- “Table 5 – Crime in the United States 2009”. .fbi.gov. Retrieved September 15, 2013.
- Office of Justice Assistance[dead link]
- Oja.wi.gov[dead link]
- “Wisconsin Court System – court system overview”. Wicourts.gov. September 28, 2011. Retrieved February 18, 2012.
- “County Sales Tax Distribution-2007”. Wisconsin Department of Revenue. March 6, 2007. Retrieved March 24, 2007.
- “Wisconsin Department of Revenue”. Revenue.wi.gov. Retrieved July 25, 2010.
- Conant, James K. (March 1, 2006). “1”. Wisconsin Politics and Government: America’s Laboratory of Democracy. University of Nebraska Press. ISBN 0-8032-1548-7.
- “Wisconsin Assembly passes bill to curb collective bargaining”. CNN. March 10, 2011.
- “David Obey, former U.S. Representative”. GovTrack.us. Retrieved February 18, 2012.
- Smith, Kevin D. (Spring 2003). “From Socialism to Racism: The Politics of Class and Identity in Postwar Milwaukee”. Michigan Historical Review 29 (1): 71–95. doi:10.2307/20174004.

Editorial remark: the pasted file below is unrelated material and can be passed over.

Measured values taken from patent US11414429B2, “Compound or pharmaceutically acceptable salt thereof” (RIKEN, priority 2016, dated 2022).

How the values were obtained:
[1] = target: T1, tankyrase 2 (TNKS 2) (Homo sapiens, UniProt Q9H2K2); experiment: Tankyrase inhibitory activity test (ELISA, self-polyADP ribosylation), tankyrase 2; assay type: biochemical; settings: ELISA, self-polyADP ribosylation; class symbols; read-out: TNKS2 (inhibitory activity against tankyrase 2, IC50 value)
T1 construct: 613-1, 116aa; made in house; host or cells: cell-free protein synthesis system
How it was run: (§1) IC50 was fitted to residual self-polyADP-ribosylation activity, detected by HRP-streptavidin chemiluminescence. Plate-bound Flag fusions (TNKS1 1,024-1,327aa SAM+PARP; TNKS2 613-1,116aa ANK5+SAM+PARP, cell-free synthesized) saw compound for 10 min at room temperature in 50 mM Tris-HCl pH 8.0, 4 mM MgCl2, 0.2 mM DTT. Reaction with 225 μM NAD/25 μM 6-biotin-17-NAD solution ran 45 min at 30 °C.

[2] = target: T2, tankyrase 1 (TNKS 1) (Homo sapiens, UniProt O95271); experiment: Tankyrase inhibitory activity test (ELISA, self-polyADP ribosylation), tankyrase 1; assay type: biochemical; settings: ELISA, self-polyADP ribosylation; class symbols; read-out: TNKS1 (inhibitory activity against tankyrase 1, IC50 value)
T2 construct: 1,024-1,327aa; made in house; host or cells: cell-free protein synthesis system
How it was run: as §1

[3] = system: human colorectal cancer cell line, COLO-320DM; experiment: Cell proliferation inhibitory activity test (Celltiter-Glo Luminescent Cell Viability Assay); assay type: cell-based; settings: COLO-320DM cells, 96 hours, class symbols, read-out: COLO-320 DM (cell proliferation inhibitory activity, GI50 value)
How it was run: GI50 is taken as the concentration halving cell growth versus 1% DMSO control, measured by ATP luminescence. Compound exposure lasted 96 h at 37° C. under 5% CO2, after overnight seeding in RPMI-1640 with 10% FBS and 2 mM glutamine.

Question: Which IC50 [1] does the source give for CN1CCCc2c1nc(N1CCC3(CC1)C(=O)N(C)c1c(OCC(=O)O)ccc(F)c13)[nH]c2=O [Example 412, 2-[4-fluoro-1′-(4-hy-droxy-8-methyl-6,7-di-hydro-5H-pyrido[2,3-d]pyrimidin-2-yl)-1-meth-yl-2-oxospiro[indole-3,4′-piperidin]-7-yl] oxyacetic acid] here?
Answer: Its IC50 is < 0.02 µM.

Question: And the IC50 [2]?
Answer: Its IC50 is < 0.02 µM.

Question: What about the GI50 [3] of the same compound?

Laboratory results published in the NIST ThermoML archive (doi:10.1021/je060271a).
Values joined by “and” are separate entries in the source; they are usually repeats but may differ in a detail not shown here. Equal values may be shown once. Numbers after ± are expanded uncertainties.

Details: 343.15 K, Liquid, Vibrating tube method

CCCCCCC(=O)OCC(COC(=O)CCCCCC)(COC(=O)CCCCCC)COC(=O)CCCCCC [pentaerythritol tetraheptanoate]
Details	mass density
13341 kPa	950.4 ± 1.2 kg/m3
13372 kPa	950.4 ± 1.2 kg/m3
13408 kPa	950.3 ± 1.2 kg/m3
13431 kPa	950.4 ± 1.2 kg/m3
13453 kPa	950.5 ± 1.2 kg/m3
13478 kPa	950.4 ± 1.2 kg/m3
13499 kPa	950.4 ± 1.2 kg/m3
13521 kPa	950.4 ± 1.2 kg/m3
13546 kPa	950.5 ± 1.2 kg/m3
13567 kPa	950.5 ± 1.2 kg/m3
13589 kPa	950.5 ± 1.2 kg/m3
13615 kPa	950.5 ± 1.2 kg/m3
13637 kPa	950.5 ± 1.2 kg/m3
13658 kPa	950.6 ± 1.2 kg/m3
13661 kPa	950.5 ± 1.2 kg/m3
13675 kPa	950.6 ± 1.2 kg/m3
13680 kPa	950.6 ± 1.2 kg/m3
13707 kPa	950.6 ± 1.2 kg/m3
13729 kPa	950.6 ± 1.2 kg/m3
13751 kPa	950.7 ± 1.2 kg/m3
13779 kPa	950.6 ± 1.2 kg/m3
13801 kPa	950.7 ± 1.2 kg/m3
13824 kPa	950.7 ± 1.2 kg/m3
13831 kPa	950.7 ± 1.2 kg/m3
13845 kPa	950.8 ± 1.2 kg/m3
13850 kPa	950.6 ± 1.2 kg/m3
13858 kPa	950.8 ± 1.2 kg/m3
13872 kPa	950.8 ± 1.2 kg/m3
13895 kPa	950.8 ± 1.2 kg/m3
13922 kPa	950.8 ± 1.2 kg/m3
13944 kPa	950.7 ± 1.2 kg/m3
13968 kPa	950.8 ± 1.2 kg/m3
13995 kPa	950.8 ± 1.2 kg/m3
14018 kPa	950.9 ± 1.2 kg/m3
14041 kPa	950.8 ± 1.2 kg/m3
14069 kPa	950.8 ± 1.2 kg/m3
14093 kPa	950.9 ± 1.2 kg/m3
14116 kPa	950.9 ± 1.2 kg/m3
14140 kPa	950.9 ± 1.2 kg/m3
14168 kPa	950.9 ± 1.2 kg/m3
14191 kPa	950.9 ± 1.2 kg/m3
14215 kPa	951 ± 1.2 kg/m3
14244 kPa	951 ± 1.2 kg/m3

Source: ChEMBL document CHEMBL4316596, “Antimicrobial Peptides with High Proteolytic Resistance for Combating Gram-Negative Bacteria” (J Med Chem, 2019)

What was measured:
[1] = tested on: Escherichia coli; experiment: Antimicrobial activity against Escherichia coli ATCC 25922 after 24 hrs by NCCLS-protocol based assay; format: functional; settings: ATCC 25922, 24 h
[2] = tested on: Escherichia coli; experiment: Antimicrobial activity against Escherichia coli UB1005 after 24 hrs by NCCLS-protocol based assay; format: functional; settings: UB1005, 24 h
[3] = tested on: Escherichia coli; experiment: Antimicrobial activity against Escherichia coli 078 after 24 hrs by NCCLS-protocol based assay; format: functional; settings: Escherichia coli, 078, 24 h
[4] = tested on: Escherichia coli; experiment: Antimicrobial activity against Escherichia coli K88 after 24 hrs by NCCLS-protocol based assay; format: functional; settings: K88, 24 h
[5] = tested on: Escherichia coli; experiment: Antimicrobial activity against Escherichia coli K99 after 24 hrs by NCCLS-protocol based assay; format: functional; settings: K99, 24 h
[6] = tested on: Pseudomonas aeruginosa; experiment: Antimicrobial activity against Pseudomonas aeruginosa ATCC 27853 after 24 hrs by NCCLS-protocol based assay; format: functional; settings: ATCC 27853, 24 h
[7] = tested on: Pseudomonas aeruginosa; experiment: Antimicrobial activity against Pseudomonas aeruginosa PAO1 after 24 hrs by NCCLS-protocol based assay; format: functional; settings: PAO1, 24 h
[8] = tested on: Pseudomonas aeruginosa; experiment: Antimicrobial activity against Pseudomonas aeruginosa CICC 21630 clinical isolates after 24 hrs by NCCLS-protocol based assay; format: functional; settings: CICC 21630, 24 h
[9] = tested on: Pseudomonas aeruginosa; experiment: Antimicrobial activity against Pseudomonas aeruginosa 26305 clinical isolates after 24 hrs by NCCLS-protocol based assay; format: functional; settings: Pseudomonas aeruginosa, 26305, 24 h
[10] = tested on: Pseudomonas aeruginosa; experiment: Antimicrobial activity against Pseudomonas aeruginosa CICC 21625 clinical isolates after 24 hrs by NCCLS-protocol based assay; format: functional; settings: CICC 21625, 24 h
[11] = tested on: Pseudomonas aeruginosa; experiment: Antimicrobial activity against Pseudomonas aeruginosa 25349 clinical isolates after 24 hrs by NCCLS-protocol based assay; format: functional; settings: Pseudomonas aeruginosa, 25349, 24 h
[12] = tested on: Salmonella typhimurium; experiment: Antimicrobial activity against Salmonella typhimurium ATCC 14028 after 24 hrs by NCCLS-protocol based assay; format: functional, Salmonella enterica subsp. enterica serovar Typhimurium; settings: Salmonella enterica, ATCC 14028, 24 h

- Wisconsin 2014 election results, wisconsinvote.org; accessed November 5, 2014.
- “GDP by State”. Greyhill Advisors. Retrieved September 7, 2011.
- EconPost, Manufacturing industry top 10 states by GDP
- EconPost, Manufacturing industry top states by percentage of state economy
- WI June 2010 unemployment rates, dwd.state.wi.us; accessed November 5, 2014.
- WORKnet – Major Employer
- “Total Cheese Production Excluding Cottage Cheese – States and United States: February 2010 and 2011” in United States Department of Agriculture, Dairy Products, p. 13.
- “American Cheese Production – States and United States: February 2010 and 2011” in United States Department of Agriculture, Dairy Products, p. 14.
- “Milk Cows and Production – 23 Selected States: March 2011 and 2012” in United States Department of Agriculture, Milk Production, p. 3.
- “Table 6: Per Capita Milk Production by State, 2003” in CITEC, The Dairy Industry in the U.S. and Northern New York, p. 25.
- Wisconsin Milk Marketing Board, Wisconsin’s Rank in the Nations’s Dairy Industry: 2007
- U.S. Department of Agriculture, Wisconsin – Cranberries, p. 1.
- United States Department of Agriculture, “American Ginseng – Rooted in Wisconsin”, Census of Agriculture, September 1995.
- Walters, Steven. “Doyle flips decision, puts cow on quarter”. Milwaukee Journal Sentinel. Archived from the original on March 21, 2007. Retrieved March 30, 2007.